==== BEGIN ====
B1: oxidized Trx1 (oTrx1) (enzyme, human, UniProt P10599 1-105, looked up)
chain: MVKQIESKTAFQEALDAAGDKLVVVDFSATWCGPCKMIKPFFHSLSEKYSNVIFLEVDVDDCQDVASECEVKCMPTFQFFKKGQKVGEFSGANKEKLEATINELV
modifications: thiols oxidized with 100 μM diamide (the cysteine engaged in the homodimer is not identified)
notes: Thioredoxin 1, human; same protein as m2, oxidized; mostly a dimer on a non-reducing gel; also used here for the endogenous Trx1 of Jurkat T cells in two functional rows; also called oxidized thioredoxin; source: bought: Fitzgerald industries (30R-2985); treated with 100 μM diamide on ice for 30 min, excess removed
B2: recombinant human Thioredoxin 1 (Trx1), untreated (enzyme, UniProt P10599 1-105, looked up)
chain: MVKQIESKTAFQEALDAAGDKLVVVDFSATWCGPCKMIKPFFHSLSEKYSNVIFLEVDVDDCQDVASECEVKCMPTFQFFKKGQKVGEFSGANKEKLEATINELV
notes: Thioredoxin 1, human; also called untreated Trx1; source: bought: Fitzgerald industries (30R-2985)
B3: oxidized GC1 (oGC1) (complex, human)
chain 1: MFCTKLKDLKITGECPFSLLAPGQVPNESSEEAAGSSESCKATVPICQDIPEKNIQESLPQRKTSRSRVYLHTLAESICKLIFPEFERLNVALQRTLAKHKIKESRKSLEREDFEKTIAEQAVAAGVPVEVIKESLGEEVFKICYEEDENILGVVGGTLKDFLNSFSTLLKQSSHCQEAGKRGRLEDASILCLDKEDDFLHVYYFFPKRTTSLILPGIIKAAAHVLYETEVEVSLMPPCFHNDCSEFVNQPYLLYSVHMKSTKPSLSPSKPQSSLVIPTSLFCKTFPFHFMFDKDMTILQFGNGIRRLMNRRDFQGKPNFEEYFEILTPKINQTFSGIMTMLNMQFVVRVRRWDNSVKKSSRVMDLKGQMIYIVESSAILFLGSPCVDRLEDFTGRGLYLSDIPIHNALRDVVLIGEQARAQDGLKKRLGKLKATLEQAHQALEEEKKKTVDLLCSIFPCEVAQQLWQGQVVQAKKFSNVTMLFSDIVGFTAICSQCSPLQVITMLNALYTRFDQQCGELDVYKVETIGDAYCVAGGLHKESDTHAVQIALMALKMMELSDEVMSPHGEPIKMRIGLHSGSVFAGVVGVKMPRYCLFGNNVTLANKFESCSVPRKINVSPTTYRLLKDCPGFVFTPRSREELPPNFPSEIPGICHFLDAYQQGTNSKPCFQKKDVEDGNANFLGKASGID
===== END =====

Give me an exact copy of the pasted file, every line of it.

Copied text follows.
B1: oxidized Trx1 (oTrx1) (enzyme, human, UniProt P10599 1-105, looked up)
chain: MVKQIESKTAFQEALDAAGDKLVVVDFSATWCGPCKMIKPFFHSLSEKYSNVIFLEVDVDDCQDVASECEVKCMPTFQFFKKGQKVGEFSGANKEKLEATINELV
modifications: thiols oxidized with 100 μM diamide (the cysteine engaged in the homodimer is not identified)
notes: Thioredoxin 1, human; same protein as m2, oxidized; mostly a dimer on a non-reducing gel; also used here for the endogenous Trx1 of Jurkat T cells in two functional rows; also called oxidized thioredoxin; source: bought: Fitzgerald industries (30R-2985); treated with 100 μM diamide on ice for 30 min, excess removed
B2: recombinant human Thioredoxin 1 (Trx1), untreated (enzyme, UniProt P10599 1-105, looked up)
chain: MVKQIESKTAFQEALDAAGDKLVVVDFSATWCGPCKMIKPFFHSLSEKYSNVIFLEVDVDDCQDVASECEVKCMPTFQFFKKGQKVGEFSGANKEKLEATINELV
notes: Thioredoxin 1, human; also called untreated Trx1; source: bought: Fitzgerald industries (30R-2985)
B3: oxidized GC1 (oGC1) (complex, human)
chain 1: MFCTKLKDLKITGECPFSLLAPGQVPNESSEEAAGSSESCKATVPICQDIPEKNIQESLPQRKTSRSRVYLHTLAESICKLIFPEFERLNVALQRTLAKHKIKESRKSLEREDFEKTIAEQAVAAGVPVEVIKESLGEEVFKICYEEDENILGVVGGTLKDFLNSFSTLLKQSSHCQEAGKRGRLEDASILCLDKEDDFLHVYYFFPKRTTSLILPGIIKAAAHVLYETEVEVSLMPPCFHNDCSEFVNQPYLLYSVHMKSTKPSLSPSKPQSSLVIPTSLFCKTFPFHFMFDKDMTILQFGNGIRRLMNRRDFQGKPNFEEYFEILTPKINQTFSGIMTMLNMQFVVRVRRWDNSVKKSSRVMDLKGQMIYIVESSAILFLGSPCVDRLEDFTGRGLYLSDIPIHNALRDVVLIGEQARAQDGLKKRLGKLKATLEQAHQALEEEKKKTVDLLCSIFPCEVAQQLWQGQVVQAKKFSNVTMLFSDIVGFTAICSQCSPLQVITMLNALYTRFDQQCGELDVYKVETIGDAYCVAGGLHKESDTHAVQIALMALKMMELSDEVMSPHGEPIKMRIGLHSGSVFAGVVGVKMPRYCLFGNNVTLANKFESCSVPRKINVSPTTYRLLKDCPGFVFTPRSREELPPNFPSEIPGICHFLDAYQQGTNSKPCFQKKDVEDGNANFLGKASGID